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EMU v. Western Michigan preview

October 21, 2011

Western Michigan has the #5 scoring offense in the MAC, which doesn’t sound hugely different from EMU’s #8 scoring offense, until you look at the actual numbers and see that there’s a huge gap between #6 (Bowling Green) and #7 (Central Michigan). To be precise, the Broncos average 31.0 poings per game, while EMU averages just 20.9. The gap is clear when you look at the national rankings, where Western Michigan is #46 and EMU is #101. The Broncos average 406 yards per game. They pass on 55% of plays and run 45%. They also get a lot more done on passes, averaging 7.3 yards per attempt, but just 4.1 yards per carry.

Alex Carder at quarterback is the fuel that fires Western Michigan’s offensive machine. In their four wins this year his passer rating was 175.59 (122.95 on the NFL scale), while in their three losses it was 133.34 (75.96 on the NFL scale). He’s not someone who’s going to tuck the ball and run the way Alex Gillett does — he’s “carried” the ball 73 times this year for a net loss of 48 yards — but he is a very accurate passer, ranking 16th in the nation in completion percentage. Even in Western Michigan’s losses, Carder completed 63% of his passes, and in the four wins he completed 72%. The biggest difference between the wins and losses, however, is the percent of pass attempts that went for a touchdown: 2.5% (the same as the percent of interceptions) in losses, but 9.8% in the wins.

If those numbers made your eyes glaze over, the takeaway is that he’s a fantastic passer, one of the three best in the MAC (together with Toledo’s Austin Dantin and Northern Illinois’s Chandler Harnish). Call him the anti-Denard/Gillett; maybe it’s an east Michigan/west Michigan thing.

Carder’s top target, by far, is senior Jordan White, who leads the MAC in catches, catches per game, yards, yards per game, and touchdowns. In fact, the only receiving stat in which he doesn’t lead the MAC is yards per catch, where he is averaging “only” 11.67. He averages 11 catches per game, which is nearly half the Broncos’ total. At 6’0″ and 211 pounds he’s bigger than most of EMU’s defensive backs — according to the roster only Latarrius Thomas, Pudge Cotton, and Bryan Pali are that big — which makes him hard to guard and hard to tackle in space. Other top targets are Robert Arnheim, Chleb Ravenell, and Eric Monette.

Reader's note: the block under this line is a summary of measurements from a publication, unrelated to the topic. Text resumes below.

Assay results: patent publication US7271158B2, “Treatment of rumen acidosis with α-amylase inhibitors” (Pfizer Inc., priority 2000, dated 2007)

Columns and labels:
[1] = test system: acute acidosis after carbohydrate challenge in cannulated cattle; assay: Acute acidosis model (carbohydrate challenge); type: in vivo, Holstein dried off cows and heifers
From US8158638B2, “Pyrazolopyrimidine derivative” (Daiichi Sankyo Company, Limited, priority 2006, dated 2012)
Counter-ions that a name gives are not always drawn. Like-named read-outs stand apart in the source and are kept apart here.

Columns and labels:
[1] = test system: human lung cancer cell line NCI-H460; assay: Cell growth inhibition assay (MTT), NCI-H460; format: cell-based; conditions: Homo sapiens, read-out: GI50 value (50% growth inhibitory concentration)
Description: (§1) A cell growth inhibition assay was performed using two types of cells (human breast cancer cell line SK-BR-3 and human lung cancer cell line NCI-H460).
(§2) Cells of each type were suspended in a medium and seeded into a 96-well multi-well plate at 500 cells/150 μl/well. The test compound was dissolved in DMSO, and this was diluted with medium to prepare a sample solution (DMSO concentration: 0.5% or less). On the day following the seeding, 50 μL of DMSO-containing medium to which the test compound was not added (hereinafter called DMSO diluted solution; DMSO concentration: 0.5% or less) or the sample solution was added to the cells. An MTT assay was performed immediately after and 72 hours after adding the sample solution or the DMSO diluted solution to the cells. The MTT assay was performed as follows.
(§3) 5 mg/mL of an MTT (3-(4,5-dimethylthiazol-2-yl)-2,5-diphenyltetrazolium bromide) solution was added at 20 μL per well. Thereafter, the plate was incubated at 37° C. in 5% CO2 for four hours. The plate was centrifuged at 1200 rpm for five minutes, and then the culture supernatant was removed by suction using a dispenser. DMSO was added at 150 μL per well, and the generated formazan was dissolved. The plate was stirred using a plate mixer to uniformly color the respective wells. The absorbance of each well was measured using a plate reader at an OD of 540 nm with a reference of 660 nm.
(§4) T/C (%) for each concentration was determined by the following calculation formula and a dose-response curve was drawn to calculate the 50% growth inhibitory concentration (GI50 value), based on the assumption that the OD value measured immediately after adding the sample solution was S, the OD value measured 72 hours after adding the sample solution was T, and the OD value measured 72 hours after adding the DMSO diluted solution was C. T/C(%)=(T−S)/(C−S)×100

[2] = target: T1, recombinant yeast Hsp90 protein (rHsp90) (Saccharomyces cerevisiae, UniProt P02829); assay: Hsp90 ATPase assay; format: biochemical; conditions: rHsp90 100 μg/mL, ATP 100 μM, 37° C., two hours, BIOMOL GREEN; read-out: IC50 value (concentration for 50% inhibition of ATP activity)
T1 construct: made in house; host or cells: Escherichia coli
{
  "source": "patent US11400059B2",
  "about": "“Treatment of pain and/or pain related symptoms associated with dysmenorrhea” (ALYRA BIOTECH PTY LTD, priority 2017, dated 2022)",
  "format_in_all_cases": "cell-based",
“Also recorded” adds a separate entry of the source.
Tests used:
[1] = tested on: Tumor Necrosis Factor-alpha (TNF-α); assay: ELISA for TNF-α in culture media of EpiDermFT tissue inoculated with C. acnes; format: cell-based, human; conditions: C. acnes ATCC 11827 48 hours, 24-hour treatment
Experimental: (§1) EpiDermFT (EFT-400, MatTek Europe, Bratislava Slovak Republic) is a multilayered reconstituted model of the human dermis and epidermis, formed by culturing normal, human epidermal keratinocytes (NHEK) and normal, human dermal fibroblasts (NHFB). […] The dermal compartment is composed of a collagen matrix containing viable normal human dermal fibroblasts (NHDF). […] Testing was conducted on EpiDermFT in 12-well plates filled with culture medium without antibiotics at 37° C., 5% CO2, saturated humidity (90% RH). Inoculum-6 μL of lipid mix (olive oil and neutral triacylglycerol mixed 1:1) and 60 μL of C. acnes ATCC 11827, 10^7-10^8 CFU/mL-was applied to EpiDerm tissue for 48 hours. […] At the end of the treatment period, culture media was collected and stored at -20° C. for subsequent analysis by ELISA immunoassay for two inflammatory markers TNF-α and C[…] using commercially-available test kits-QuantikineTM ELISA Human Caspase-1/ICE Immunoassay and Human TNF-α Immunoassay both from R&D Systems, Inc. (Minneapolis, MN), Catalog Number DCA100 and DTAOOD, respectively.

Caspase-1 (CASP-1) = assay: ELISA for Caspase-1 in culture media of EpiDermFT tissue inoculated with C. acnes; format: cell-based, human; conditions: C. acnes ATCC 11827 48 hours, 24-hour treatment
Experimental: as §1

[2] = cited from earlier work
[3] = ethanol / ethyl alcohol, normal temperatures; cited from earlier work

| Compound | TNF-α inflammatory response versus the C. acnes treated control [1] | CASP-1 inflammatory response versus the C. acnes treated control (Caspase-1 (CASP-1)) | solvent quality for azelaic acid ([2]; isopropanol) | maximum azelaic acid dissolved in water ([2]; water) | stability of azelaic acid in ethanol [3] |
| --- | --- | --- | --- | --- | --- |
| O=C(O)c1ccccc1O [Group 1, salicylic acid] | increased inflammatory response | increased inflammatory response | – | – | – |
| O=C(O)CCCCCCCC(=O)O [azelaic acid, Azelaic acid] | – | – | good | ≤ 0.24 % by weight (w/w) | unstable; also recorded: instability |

Tevin Drake began the season as the primary running back for the Broncos, but lately he seems to be splitting snaps with Brian Fields. Also worth mentioning is Antoin Scriven, who serves exclusively as a short-yardage back. He’s only carried 14 times for 22 yards (1.6 yards per carry), but has run for four touchdowns and caught another short touchdown (2 yards). It wouldn’t be accurate to say that Western Michigan has no running game, but I think that 1) EMU can stuff it, but 2) the Broncos can win without it.

Western Michigan’s defense shows strong parallels to their offense. They do a respectable job of taking away opponents’ passing games, allowing 6.6 yards per attempt, and just 6 passing touchdowns allowed while collecting 5 interceptions. Their run defense…not so much. They allow 217 yards rushing per game, 111th in the country and last in the MAC, and they allow 5.94 yards per carry, 119th (ahead of only Kansas). Suffice to say that Greene, or White, or Sherrer, or Brumfield, or Gillett, or all of the above are likely to have a field day — this may look a lot like what we saw last week.

In the end, the game plan for each team is simple. Eastern needs to just run and run and run on offense (and then run some more). On defense, the Eagles need to fix whatever went wrong in their secondary late in the game against Central Michigan. They can’t allow the Western Michigan receivers to get that kind of separation. The Broncos don’t have a great offensive line, so one key for the EMU defense will be to put constant pressure on Carder, which may have an added impact since he’s not a great rushing quarterback. Western Michigan does run a pass-first offense — always have under Bill Cubit — but it’s a dink-and-dunk more similar to a West Coast than an Air Raid, so the primary defensive goal should be to disrupt timing and force incompletions by pressuring Carder, by bumping recievers off their routes, and by playing close coverage. If EMU can do all that, and it’s a big “if”, they can win this game.

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